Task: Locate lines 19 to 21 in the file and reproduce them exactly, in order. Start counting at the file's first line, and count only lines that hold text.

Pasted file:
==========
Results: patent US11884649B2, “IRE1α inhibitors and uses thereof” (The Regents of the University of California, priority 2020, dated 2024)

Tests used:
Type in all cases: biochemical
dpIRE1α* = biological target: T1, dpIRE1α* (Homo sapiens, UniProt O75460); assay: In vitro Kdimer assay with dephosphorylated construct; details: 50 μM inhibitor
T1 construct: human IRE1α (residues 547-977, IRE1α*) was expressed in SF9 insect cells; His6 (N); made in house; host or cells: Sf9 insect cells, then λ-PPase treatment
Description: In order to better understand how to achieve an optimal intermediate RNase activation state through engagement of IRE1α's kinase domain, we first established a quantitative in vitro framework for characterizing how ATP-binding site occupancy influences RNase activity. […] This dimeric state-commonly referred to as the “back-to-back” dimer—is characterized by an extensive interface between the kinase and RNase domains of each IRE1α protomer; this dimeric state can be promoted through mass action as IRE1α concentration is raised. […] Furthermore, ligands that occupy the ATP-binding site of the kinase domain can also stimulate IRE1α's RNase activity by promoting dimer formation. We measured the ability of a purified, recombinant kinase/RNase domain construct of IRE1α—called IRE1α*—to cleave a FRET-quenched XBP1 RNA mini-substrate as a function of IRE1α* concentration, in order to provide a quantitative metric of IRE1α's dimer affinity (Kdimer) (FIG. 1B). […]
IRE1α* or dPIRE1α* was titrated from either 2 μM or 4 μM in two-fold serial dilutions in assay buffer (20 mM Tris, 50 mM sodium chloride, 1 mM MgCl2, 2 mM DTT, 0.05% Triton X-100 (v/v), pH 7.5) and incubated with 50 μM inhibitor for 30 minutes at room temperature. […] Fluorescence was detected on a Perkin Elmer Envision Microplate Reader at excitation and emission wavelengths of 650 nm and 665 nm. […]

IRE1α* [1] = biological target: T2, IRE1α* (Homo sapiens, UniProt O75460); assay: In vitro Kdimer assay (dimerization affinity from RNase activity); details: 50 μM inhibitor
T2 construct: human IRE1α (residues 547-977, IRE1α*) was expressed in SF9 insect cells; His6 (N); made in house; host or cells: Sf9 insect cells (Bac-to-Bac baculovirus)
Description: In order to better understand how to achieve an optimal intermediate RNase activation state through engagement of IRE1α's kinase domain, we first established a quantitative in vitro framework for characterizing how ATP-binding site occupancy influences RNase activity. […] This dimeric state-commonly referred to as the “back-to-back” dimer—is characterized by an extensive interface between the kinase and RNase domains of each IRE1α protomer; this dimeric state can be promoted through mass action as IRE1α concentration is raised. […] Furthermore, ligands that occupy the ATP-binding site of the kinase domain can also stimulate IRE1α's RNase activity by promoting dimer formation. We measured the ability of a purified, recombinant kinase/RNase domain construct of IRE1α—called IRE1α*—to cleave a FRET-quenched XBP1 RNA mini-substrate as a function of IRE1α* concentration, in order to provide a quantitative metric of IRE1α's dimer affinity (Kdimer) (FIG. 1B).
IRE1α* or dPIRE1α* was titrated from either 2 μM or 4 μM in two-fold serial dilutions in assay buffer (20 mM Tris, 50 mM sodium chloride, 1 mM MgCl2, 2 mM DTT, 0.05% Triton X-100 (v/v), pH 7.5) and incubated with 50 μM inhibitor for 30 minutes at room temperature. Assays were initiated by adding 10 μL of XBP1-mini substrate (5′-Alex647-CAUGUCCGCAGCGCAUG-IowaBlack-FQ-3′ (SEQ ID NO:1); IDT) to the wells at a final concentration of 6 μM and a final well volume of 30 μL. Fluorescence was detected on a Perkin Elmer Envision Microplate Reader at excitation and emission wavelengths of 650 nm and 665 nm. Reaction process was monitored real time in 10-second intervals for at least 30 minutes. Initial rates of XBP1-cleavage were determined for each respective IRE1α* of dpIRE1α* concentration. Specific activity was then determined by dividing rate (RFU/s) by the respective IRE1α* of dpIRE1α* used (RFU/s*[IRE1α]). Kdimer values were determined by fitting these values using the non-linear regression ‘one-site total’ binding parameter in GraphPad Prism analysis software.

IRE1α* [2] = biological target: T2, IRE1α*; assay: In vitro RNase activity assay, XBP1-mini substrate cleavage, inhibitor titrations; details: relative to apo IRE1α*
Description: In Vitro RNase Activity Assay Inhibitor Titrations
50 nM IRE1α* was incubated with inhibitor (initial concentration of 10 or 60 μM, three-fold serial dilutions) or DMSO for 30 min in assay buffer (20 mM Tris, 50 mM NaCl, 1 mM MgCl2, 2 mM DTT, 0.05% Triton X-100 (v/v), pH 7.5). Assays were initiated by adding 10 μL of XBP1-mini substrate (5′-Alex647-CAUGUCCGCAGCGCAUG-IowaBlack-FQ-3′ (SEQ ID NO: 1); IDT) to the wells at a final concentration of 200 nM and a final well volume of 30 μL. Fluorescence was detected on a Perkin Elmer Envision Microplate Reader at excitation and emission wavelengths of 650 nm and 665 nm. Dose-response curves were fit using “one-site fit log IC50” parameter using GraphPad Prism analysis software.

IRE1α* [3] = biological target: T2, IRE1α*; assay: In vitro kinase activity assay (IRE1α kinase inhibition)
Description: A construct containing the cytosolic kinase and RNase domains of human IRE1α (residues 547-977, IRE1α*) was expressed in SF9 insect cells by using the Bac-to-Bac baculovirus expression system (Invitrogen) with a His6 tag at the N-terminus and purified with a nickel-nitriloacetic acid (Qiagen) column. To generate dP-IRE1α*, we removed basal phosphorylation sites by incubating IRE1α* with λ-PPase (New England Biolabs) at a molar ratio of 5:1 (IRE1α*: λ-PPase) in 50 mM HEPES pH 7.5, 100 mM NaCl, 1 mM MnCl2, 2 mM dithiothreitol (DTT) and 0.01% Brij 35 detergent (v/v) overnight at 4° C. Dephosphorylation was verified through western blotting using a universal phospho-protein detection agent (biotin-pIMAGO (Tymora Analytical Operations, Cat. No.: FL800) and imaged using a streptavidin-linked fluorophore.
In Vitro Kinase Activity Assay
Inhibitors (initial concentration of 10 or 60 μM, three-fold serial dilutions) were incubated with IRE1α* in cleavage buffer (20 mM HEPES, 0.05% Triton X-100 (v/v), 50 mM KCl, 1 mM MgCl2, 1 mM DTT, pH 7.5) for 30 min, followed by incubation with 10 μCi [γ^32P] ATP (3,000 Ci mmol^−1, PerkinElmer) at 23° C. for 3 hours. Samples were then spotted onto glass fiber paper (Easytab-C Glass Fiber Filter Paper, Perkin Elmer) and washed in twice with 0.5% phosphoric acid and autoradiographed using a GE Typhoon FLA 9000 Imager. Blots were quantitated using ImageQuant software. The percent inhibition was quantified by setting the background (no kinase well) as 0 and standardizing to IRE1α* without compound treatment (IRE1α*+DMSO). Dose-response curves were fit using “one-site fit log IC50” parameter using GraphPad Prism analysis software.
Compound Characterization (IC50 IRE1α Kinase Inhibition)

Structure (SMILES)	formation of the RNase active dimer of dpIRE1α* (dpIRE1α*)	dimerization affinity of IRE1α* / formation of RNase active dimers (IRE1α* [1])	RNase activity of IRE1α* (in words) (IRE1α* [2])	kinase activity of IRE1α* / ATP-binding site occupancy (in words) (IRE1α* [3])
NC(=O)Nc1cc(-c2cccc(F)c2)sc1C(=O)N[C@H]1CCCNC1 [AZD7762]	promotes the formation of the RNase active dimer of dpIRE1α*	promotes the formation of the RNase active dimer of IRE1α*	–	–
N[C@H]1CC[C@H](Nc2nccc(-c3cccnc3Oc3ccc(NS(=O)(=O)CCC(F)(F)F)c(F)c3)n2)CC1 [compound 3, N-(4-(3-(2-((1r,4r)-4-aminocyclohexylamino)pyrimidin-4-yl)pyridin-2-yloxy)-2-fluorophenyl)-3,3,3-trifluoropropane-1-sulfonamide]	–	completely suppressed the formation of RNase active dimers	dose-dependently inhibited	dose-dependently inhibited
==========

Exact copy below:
Compound Characterization (IC50 IRE1α Kinase Inhibition)

Structure (SMILES)	formation of the RNase active dimer of dpIRE1α* (dpIRE1α*)	dimerization affinity of IRE1α* / formation of RNase active dimers (IRE1α* [1])	RNase activity of IRE1α* (in words) (IRE1α* [2])	kinase activity of IRE1α* / ATP-binding site occupancy (in words) (IRE1α* [3])
NC(=O)Nc1cc(-c2cccc(F)c2)sc1C(=O)N[C@H]1CCCNC1 [AZD7762]	promotes the formation of the RNase active dimer of dpIRE1α*	promotes the formation of the RNase active dimer of IRE1α*	–	–